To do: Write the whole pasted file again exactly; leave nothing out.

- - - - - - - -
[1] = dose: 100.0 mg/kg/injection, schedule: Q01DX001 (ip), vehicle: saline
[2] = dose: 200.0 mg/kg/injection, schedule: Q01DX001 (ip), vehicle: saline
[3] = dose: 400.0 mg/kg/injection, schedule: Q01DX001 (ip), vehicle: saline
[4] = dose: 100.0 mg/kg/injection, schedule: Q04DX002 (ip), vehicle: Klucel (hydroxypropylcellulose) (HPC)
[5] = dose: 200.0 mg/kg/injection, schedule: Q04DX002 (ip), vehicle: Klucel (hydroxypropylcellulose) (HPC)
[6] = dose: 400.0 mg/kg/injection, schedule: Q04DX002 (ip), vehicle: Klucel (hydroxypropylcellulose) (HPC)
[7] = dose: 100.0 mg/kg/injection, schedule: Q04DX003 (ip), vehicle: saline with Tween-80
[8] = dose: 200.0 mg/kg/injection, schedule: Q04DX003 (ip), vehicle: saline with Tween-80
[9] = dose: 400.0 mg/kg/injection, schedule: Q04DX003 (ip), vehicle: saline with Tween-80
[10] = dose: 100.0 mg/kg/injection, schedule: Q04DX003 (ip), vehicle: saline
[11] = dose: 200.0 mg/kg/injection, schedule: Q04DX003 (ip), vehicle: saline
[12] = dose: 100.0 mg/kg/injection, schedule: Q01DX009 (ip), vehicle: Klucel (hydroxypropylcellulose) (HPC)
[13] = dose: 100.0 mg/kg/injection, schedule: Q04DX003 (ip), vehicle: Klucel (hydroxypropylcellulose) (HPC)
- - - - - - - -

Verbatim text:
[1] = dose: 100.0 mg/kg/injection, schedule: Q01DX001 (ip), vehicle: saline
[2] = dose: 200.0 mg/kg/injection, schedule: Q01DX001 (ip), vehicle: saline
[3] = dose: 400.0 mg/kg/injection, schedule: Q01DX001 (ip), vehicle: saline
[4] = dose: 100.0 mg/kg/injection, schedule: Q04DX002 (ip), vehicle: Klucel (hydroxypropylcellulose) (HPC)
[5] = dose: 200.0 mg/kg/injection, schedule: Q04DX002 (ip), vehicle: Klucel (hydroxypropylcellulose) (HPC)
[6] = dose: 400.0 mg/kg/injection, schedule: Q04DX002 (ip), vehicle: Klucel (hydroxypropylcellulose) (HPC)
[7] = dose: 100.0 mg/kg/injection, schedule: Q04DX003 (ip), vehicle: saline with Tween-80
[8] = dose: 200.0 mg/kg/injection, schedule: Q04DX003 (ip), vehicle: saline with Tween-80
[9] = dose: 400.0 mg/kg/injection, schedule: Q04DX003 (ip), vehicle: saline with Tween-80
[10] = dose: 100.0 mg/kg/injection, schedule: Q04DX003 (ip), vehicle: saline
[11] = dose: 200.0 mg/kg/injection, schedule: Q04DX003 (ip), vehicle: saline
[12] = dose: 100.0 mg/kg/injection, schedule: Q01DX009 (ip), vehicle: Klucel (hydroxypropylcellulose) (HPC)
[13] = dose: 100.0 mg/kg/injection, schedule: Q04DX003 (ip), vehicle: Klucel (hydroxypropylcellulose) (HPC)